“He’s an asshole.”
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That last line made me chuckle out loud! I really enjoyed the conversational flow you created between Dr. Friedrich and his patient. Each of their personalities was clear cut and consistent (I agree with the therapist's opinion about his patient lol). This was an amusing and engaging story, nice job!
I teach 12th grade. This week we've been talking about Nietzsche and existential crises, and how people attempt to resolve them by theistic and atheistic means: religion, philosophy, essential oils, etc. (Almost kidding about the essential oils. Peppermint is pretty transcendent.) I wanted to embody the ultimate narcissist or nihilist and came up with this entitled SOB. P.S. Friedrich is Nietzsche's first name. It is also "fried rich" which seems very French Revolution...perfect for the times?
I took a philosophy course last fall, so while I don't remember a ton of philosophical terms, once the patient started talking, "nihilism" immediately popped into my head. A narcissistic nihilist sounded like an oxymoron to me, but you made it work for this very entitled patient (hopefully, he will put in the effort to better himself)! And I have to agree, "fried rich" is very timely indeed.
“he’s an asshole.” ladies and gentlemen, we got 'em-
Oh, how I've missed you :) :) :)
'He's an asshole' FUNNIEST WRITER OF THE WEEK ALERT!!!! That joke aside, i really liked this story purely because of the characters, and I wish my character's personalities were as sTrAiGhT as these guys lol also ur name reminds me of Deidara XD
Thank you? :) What is a Deidara....? Like a tiara?
lmao its a compliment XD na it's a naruto character LMAO
wow...I simply love your stories, I recently joined and I have to say, you really are talented. Just wondering if you could check out my stories, it would give me some motivation to write more. ~~~~ Love from The Masked Writer
Thank you, Masked Writer. I'll jump over and see what you got.
Loved it! That last line was tres magnifique!
It's an official diagnosis: Assious Holious
Another master class from you Deidra! It flows at such a pace I could barely keep up. I might have to read this one again😊
You know I just write stories so I can use curse words. That's really my main motivation.
gosh, i love this one. the way you built the character up - it's clear he doesn't want to do any of the heavy work, he just came here with his bourbon just to recite his mind and take what's left for him. wonderful story, deidra, well done! :)
God bless counselors and psychologists and psychologists everywhere. Can you imagine...???
must be a tiring profession! i can only imagine what they're telling their colleagues every day. they need a counselor themself; they must have a lot of venting to do.
LIke others, I truly enjoyed the last line. Though, one line led me to feel a certain way only for the therapist's response to go a complete opposite direction. When he said that if he wants a good thing, he just does it rather than waiting for a good thing to happen to him, I feel the exact same... I figured it was something that was universally understood. Is that something that people don't believe? That they would have to do something about what they want if they want something good to happen to them? Outside of that, the dialogue f...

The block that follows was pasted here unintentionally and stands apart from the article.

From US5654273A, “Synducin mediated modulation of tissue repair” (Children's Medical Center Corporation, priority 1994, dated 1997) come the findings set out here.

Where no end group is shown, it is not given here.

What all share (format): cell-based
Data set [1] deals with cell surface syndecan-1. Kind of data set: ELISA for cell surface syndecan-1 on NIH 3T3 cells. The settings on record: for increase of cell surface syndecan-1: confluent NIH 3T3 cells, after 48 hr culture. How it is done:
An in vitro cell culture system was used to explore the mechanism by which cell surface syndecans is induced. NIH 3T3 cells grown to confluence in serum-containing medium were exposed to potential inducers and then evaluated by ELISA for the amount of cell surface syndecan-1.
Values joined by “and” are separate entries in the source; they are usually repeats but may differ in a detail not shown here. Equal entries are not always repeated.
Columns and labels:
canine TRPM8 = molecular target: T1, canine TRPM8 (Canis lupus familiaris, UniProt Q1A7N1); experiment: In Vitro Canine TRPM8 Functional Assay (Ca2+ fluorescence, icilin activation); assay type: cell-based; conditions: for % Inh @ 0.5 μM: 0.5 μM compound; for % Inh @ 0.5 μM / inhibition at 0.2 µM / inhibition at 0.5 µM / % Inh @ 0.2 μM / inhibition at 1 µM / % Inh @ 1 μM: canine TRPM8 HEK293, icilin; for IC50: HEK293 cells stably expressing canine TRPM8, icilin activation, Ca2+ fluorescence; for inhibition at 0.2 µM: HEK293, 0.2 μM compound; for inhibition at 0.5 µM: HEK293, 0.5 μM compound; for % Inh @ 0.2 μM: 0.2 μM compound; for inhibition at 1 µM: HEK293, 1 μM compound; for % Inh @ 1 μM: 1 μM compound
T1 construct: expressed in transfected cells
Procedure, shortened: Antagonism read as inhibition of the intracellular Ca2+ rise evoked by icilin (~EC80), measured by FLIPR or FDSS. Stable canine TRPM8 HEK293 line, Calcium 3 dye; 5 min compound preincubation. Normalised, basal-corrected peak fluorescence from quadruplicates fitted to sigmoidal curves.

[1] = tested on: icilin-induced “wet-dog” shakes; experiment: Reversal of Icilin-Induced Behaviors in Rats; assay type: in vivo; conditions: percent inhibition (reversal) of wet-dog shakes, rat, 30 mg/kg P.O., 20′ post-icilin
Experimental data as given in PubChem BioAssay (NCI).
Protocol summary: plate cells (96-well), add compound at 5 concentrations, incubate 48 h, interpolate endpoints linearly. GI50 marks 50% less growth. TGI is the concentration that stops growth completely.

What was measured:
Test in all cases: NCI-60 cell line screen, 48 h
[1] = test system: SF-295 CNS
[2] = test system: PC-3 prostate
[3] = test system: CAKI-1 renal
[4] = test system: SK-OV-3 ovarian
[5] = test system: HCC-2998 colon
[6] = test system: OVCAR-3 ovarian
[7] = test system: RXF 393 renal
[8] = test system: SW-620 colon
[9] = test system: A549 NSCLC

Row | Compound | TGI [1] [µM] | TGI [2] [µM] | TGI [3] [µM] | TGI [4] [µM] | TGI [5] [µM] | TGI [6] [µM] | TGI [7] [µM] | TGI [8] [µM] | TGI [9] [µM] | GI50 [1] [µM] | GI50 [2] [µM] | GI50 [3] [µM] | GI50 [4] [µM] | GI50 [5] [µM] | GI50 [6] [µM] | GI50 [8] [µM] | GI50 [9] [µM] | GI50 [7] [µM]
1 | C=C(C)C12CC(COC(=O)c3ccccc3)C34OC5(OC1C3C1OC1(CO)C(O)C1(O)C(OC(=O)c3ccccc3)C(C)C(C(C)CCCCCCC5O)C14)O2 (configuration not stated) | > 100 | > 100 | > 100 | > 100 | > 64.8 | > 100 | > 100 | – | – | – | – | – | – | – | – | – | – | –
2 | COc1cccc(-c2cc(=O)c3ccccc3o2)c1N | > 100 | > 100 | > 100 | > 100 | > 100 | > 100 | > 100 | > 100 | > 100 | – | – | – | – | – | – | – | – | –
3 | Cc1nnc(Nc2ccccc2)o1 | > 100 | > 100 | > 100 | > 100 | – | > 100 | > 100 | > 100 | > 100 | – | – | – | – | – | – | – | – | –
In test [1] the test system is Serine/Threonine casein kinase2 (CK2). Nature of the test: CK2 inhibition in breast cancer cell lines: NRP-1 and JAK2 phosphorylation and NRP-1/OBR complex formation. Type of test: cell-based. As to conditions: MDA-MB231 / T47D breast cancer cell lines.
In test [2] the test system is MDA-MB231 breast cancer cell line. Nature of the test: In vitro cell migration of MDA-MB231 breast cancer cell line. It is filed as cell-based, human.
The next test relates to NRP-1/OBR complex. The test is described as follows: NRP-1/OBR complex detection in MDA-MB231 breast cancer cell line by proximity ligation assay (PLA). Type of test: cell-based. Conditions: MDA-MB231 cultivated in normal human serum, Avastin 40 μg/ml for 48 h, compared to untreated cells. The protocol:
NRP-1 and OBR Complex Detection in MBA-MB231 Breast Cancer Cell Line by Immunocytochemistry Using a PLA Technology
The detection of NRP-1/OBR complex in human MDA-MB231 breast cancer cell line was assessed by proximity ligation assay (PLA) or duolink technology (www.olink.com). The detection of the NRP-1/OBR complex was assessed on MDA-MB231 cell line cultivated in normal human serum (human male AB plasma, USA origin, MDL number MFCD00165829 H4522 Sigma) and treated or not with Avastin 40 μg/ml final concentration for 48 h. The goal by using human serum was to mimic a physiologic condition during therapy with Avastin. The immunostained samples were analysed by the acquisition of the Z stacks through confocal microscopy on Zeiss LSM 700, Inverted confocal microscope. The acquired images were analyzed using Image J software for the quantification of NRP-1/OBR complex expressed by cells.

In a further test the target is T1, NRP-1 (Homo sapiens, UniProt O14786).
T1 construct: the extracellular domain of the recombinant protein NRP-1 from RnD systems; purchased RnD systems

I wanted the young man to engage in self-indulgent hyperbabble, and boy does he :)
Deidra! Gosh, I wish I could write like you. Your stories are always amazing and this didn't bring down my expectations! It got me hooked from the beggining with that AMAZING title, all the way to the end where I laughed. I loved your original take on the prompt. Keep it up! -❤- 𝔹𝕖𝕝𝕝𝕒 P.S. Can you check out my newest story and leave some critique? 🥺 🥺
I'll try. I'm back at school and the workload is crushing me :) I'll zip over later though.
Enjoyed it! You write very well :)
I'm glad! Thank you so so so much!! :D
Your stories are always so great! I enjoyed reading this one so much because it all just happened in one moment, but there was so much characterization happening and there were lots of philosophical discussions going on! I’m quite fascinated with philosophy (and, I guess, there’s a bit of psychology in it too with all the different types of people — nihilists, pessimists, optimists, skeptics), so it was a factor that I enjoyed. Also, what a character the patient was! He’s that one kind of character in a book/movie that I always scream at o...
I love comments that are almost as long as the story :) :) :) What a wonderful comment -- I so appreciate the read. All the best
I was initially surprised that a patient would bring a bourbon flask to a therapy session. To me, this showed disdain and contempt for the process. By the end of the story, I realized that this was an element in building his character, confirmed at the end of the story. He was there just for word play and to brag about being in therapy.
The patient was not interested in doing any of the hard work. So much easier to surrender to the void than find any purpose and meaning in it. (And I'm sure he didn't even like bourbon; he probably stole it from his father's liquor cabinet.)
I love the way you teased the reader, by revealing facts slowly, sometimes by descriptions and sometimes by words. Your character was amazing. You included so many facts that truly told who is was. He held his traits throughout. You perfected him. Great job! I was labeling him asshole about a paragraph before you did.
HAHAHAHAHAH. See, this is why I could never be a psychotherapist. I'd want to shake people so bad! I love that you made the patient believe that being an asshole is a good thing....like he was shopping for a diagnosis that would look cool and "unique" for social media or something.
Exactly. I'm sure he went home and made a half a dozen TIKTOKs films on Nihilism and pronounced it wrong. :)
Tremendous ending. Great storytelling. And no one should wear flip flops with a suit jacket. 🤣
Would love to chat about writing at some point with you in the podcast 😎 https://www.readlotswritelots.com/wp/
Excellent, let's do it.